TH James: The case of a master of a ship is an exceptional one.
Lord Coleridge CJ: Why so?
TH James: It would be extremely inconvenient if the service were to determine in the middle of a voyage; therefore it cannot be intended to be a service for a year. The parties here have expressly stipulated to exclude notice; by the very terms of the contract the wages are to cease from the day the captain is required to give up the command of the ship.
Herschell QC: in support of the order. The ruling of the learned judge cannot be supported. Primâ facie, no doubt, an indefinite hiring is a hiring for a year determinable by notice if there be a custom, or, in the absence of custom, by a reasonable notice. If it be determinable without notice by the employer, it must be equally so by the employé. That in a case like this would be so unreasonable that it cannot be presumed to have been the intention of the parties. It may be that by custom the engagement might have been determinable at the end of the voyage, viz. at Belize. But there was evidence of the continuance of the hiring beyond that period: and that would be for the jury. In Fairman v Oakford, llock CBsays: “There is no inflexible rule that a general hiring is a hiring for a year; each particular case must depend on its own circumstances. From much experience of juries, I have come to the conclusion that usually the indefinite hiring of a clerk is not a hiring for a year (absolutely), but rather one determinable by three months' notice.” Here the stipulation for a dismissal without notice is expressly confined to a dismissal abroad.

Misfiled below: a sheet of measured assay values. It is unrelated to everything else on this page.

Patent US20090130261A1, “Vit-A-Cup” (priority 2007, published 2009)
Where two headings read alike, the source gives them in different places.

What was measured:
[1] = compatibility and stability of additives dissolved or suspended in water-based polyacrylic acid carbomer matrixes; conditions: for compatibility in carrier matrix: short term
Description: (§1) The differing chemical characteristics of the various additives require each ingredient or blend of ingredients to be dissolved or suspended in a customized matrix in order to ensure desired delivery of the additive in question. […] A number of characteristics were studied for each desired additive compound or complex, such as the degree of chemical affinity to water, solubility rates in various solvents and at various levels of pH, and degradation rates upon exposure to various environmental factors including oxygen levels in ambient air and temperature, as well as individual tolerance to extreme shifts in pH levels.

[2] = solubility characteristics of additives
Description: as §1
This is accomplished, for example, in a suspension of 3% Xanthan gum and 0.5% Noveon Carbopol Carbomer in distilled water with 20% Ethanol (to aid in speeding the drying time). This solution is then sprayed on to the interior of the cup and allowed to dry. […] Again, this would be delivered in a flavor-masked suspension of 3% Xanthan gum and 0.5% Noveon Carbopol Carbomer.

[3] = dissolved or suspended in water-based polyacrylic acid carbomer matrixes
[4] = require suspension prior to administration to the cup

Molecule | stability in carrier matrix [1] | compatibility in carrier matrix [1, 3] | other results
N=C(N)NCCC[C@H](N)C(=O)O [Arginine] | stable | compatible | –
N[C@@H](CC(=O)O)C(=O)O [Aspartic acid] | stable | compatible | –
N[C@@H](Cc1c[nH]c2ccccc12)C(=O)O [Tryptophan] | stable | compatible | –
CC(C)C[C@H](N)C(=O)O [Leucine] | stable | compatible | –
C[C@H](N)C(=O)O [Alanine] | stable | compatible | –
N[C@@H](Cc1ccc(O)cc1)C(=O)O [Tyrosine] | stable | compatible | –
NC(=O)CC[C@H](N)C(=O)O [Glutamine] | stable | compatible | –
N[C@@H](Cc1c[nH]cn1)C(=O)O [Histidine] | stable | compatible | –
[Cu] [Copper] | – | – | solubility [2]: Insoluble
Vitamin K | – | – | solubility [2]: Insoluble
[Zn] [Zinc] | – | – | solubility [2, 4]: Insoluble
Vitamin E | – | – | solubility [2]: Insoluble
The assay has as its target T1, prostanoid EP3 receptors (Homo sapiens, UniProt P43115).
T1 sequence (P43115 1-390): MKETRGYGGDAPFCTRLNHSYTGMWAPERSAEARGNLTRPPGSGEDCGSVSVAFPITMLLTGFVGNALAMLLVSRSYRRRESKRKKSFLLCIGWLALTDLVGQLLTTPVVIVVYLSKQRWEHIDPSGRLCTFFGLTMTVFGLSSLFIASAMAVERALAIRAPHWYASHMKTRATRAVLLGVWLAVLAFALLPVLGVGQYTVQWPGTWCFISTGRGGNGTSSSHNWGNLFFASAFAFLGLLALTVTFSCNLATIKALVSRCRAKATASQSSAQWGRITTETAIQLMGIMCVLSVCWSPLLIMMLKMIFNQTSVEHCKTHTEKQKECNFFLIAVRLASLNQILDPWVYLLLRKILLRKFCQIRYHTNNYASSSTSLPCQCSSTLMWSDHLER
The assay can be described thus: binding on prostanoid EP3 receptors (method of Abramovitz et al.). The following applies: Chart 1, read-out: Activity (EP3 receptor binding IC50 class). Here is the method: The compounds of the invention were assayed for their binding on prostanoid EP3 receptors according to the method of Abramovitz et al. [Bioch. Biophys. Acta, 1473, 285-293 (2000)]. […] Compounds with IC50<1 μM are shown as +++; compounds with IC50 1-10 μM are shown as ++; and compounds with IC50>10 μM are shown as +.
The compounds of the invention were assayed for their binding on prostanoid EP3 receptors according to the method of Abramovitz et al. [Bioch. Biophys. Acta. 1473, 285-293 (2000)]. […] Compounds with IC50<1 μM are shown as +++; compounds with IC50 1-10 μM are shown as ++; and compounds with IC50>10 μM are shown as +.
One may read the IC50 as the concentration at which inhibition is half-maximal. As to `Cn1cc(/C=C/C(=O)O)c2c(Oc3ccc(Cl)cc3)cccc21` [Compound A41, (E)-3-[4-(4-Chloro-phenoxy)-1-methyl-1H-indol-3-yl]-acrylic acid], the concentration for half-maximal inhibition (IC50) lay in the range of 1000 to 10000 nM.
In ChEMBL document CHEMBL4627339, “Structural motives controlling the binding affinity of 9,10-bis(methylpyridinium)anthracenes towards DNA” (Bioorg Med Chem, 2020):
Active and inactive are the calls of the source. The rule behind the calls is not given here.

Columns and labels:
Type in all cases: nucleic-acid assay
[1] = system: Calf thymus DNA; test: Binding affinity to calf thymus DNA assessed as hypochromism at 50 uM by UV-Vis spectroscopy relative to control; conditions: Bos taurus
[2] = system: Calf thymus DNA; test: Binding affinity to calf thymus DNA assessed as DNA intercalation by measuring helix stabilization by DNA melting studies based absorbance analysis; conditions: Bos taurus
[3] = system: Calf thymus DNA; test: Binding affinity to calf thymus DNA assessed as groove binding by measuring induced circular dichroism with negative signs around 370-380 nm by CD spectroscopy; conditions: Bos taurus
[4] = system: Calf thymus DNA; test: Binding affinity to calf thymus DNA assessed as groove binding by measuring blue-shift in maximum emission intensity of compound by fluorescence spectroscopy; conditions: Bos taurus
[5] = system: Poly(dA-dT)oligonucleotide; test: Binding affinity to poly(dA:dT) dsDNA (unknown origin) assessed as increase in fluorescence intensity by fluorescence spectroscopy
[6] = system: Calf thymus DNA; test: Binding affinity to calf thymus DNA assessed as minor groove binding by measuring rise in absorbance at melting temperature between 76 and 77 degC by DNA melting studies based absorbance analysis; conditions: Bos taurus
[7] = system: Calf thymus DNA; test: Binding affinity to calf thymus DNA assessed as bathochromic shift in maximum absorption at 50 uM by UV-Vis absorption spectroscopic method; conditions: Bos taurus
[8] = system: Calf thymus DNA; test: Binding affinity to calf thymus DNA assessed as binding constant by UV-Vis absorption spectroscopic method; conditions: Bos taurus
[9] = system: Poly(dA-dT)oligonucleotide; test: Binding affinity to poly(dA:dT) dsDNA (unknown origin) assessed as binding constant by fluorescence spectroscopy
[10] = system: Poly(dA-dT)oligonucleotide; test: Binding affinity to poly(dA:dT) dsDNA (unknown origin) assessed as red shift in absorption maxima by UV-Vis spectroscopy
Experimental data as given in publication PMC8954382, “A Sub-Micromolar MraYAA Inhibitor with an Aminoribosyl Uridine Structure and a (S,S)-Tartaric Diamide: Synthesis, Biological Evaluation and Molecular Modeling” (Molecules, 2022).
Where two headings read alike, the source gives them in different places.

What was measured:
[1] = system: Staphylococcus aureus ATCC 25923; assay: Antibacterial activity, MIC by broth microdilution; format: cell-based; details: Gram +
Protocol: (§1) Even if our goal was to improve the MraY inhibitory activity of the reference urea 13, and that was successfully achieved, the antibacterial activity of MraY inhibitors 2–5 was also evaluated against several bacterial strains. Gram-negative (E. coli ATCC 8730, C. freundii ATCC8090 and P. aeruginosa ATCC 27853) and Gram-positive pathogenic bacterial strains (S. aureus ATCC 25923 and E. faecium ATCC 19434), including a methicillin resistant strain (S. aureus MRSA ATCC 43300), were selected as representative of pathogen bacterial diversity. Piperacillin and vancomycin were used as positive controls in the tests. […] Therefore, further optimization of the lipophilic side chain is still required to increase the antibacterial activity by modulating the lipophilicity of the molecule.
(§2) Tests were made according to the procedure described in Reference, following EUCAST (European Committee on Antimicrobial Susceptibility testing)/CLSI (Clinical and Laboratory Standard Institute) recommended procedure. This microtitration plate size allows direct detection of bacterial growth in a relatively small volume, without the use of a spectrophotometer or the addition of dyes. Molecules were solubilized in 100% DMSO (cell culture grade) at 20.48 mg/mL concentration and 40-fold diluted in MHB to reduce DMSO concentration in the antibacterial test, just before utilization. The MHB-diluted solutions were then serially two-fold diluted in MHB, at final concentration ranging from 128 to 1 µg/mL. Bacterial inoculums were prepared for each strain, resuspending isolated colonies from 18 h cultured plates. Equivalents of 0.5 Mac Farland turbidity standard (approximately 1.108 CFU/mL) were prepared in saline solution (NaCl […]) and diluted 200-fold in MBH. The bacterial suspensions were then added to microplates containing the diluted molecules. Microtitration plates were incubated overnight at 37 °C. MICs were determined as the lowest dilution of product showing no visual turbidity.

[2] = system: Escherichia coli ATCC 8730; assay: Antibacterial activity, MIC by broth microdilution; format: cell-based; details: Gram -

Lord Coleridge CJ We entertain a strong opinion in this case: but, as the matter is one of great general importance, and one upon which there is no distinct authority, we will take time to consider.
Lord Coleridge CJ held that Mr. Creen could not (except under unusual circumstances) be dismissed without a reasonable notice. He delivered the judgment of the court (Archibald LJ and Lindley LJ).
The plaintiff had been the master of the ship City Camp , under a written contract dated the 28th of March, 1875, from that day until the 10th of August, 1875, when he was dismissed, not for misconduct, but without notice, the defendant contending that, by the terms of the contract between the plaintiff and himself, the plaintiff was not entitled to any notice before dismissal. Other points arose in the case, but were not discussed before us.